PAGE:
The application layer protocol is a full duplex protocol. Messages are in request/response format. Both sides can initiate communications, i.e., both the card agent 213 and the host agent 211 can send requests and expect responses. Each side can send requests when they need to. However, to synchronize the channel, each side responds to a previous request from the other side before sending its own request. However, for the sake of performance considerations, the actual implementation of ALP can be forced into half-duplex master-slave communication model where the card agent 213 simply executes the commands as requested by the host agent 211.
  • [0095]
    The CMP encapsulates ALP frames, i.e., the payload of a CMP packet contains an ALP frame, which in turn consists of an ALP header and an ALP payload. FIG. 14 is a schematic illustration of the structure of an ALP frame 1403 carried in the payload field of a CMP frame 1401. The ALP frame 1403 consists of an ALP header and an ALP payload field. The ALP header is a 4-byte field containing four fields:
  • [0096]
    CMD type: 1 bit, 1 for request; 0 for response.
  • [0097]
    CMD ID: Command ID, 7 bits. This is mainly for correspondence between request and response. The Command ID increases by 1 for each command. It is re-used.
  • [0098]
    CMD: command, 1 byte. This value identifies the command and is similar to a function name in an RPC.
  • [0099]
    Length, 2 bytes, the total length of parameter data for this command.
  • [0100]
    The ALP payload consists of a series of parameters 1405. Each parameter Pi 1407 consists of both length in bytes and actual parameter value.
  • 3.6. Communication Security
  • [0101]
    A symmetric key Ks, secures the communication channel between the host agent 211 and the card agent 213. This key can be diversified on a regular basis to prevent brute force attacks. The host agent 211 and the card agent 213 use Ks to encrypt and decrypt the payload of a CMP frame. The initial value of Ks can be obtained through two different mechanisms depending on whether the host agent 211 is launched from the host 103 or from the mass storage portion of the card 101. In the case of the former, the initialization may be by PKI (section 3.6.3) and in the latter by way of a shared secret (section 3.6.2). In both cases the diversification login can be the same.
  • 3.6.1. Management Frame
  • [0102]
    The communication layer uses management frames 509 to perform the three-way handshaking for initial key exchange, or subsequent key diversification. As described above, the first bit is the frame type. When it is 1, the frame is a management frame. The next 5 bits indicate the type of the management frame. Table 7 describes the type definition for management frames for the symmetric key initialization or diversification.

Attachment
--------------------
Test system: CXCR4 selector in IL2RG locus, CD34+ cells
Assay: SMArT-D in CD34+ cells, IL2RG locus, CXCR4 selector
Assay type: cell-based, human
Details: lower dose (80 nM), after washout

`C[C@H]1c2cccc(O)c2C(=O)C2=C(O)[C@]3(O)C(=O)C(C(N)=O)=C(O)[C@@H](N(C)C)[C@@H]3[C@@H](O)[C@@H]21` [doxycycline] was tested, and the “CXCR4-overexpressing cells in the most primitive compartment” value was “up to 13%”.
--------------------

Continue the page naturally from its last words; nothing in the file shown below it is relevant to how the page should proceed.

• [0000]
    TABLE 7
    Type definition for management frames for the symmetric key
    initialization or diversification.
    Type Length Meaning
    0x0 0 Reserved
    0x1 Message length Initial: Send key Ks from host to card.
    0x2 Message length Initial: Send from card to host to verify
    Ks.
    0x3 1 for ACK, 0 for Initial: ACK or NAK, send from host to
    NAK card.
    0x4 Message length Reset: Send new key Ks from host to
    card.
    0x5 Message length Reset: Send from card to host to verify
    new Ks.
    0x6 1 for ACK, 0 for Reset: ACK or NAK, send from the host
    NAK to card.
  • 3.6.2. Initialization of Shared Secret
  • [0103]
    The initialization of the symmetric key, Ks, through a shared secret between the card and the host agent, is the preferred method of securing the host/card communication. The shared secret Ks can be achieved by updating the host agent binary in the mass storage portion 221 of the smart card 101 prior to loading the host agent 211 on the host computer 103. On each card reset, the smart card processor 201 generates a random key of desired length and writes to the non-volatile memory (NVM) memory allocated for this purpose inside the host agent binary. This is possible since the executable for host agent 211 actually resides on the smart card 101. The host agent nevertheless runs on the host computer 103. However, because it resides in the NVM 205 of the smart card 101 the smart card processor 201 may write the shared secret Ks into the host agent binary. This initial random key becomes the initial value of Ks. To further secure the shared secret key, the card and host agents may employ various obfuscation techniques.
  • 3.6.3. Initialization by PKI
  • [0104]
    The following discussion assumes that the host agent 211 has been loaded onto and runs from the host computer 103 without having a preset shared secret. The initialization of Ks is done using public key cryptography. In this scenario the host agent 213 can be sure that it is communicating with a legitimate card agent 211. However, the converse is not true. It is not possible for the card agent 213 to confirm that it has exchanged Ks with the legitimate host agent 211.